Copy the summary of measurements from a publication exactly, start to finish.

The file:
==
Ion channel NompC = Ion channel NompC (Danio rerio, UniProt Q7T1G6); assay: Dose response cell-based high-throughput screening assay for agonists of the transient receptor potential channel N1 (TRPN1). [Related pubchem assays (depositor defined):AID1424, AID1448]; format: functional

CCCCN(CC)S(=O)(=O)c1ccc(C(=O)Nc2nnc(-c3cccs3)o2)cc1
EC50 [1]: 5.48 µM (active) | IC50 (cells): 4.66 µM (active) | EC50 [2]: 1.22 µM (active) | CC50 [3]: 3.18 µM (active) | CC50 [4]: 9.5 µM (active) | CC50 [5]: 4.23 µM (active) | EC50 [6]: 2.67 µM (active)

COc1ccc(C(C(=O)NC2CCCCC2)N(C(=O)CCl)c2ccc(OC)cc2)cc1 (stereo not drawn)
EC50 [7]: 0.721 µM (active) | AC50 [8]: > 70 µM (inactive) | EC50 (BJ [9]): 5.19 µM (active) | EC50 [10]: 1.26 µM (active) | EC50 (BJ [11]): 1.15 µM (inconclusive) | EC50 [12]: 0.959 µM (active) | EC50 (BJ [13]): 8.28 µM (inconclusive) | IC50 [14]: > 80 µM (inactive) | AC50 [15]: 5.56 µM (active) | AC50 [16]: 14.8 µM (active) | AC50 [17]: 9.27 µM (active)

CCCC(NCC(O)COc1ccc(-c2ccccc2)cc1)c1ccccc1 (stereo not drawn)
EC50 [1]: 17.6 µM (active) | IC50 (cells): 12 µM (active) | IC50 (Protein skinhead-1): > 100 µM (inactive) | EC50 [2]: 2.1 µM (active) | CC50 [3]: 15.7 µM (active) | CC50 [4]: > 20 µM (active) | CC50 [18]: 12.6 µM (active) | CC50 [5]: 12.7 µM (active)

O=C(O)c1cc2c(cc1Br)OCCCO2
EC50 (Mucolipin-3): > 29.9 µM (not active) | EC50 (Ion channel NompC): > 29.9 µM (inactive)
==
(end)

Ion channel NompC = Ion channel NompC (Danio rerio, UniProt Q7T1G6); assay: Dose response cell-based high-throughput screening assay for agonists of the transient receptor potential channel N1 (TRPN1). [Related pubchem assays (depositor defined):AID1424, AID1448]; format: functional

CCCCN(CC)S(=O)(=O)c1ccc(C(=O)Nc2nnc(-c3cccs3)o2)cc1
EC50 [1]: 5.48 µM (active) | IC50 (cells): 4.66 µM (active) | EC50 [2]: 1.22 µM (active) | CC50 [3]: 3.18 µM (active) | CC50 [4]: 9.5 µM (active) | CC50 [5]: 4.23 µM (active) | EC50 [6]: 2.67 µM (active)

COc1ccc(C(C(=O)NC2CCCCC2)N(C(=O)CCl)c2ccc(OC)cc2)cc1 (stereo not drawn)
EC50 [7]: 0.721 µM (active) | AC50 [8]: > 70 µM (inactive) | EC50 (BJ [9]): 5.19 µM (active) | EC50 [10]: 1.26 µM (active) | EC50 (BJ [11]): 1.15 µM (inconclusive) | EC50 [12]: 0.959 µM (active) | EC50 (BJ [13]): 8.28 µM (inconclusive) | IC50 [14]: > 80 µM (inactive) | AC50 [15]: 5.56 µM (active) | AC50 [16]: 14.8 µM (active) | AC50 [17]: 9.27 µM (active)

CCCC(NCC(O)COc1ccc(-c2ccccc2)cc1)c1ccccc1 (stereo not drawn)
EC50 [1]: 17.6 µM (active) | IC50 (cells): 12 µM (active) | IC50 (Protein skinhead-1): > 100 µM (inactive) | EC50 [2]: 2.1 µM (active) | CC50 [3]: 15.7 µM (active) | CC50 [4]: > 20 µM (active) | CC50 [18]: 12.6 µM (active) | CC50 [5]: 12.7 µM (active)

O=C(O)c1cc2c(cc1Br)OCCCO2
EC50 (Mucolipin-3): > 29.9 µM (not active) | EC50 (Ion channel NompC): > 29.9 µM (inactive)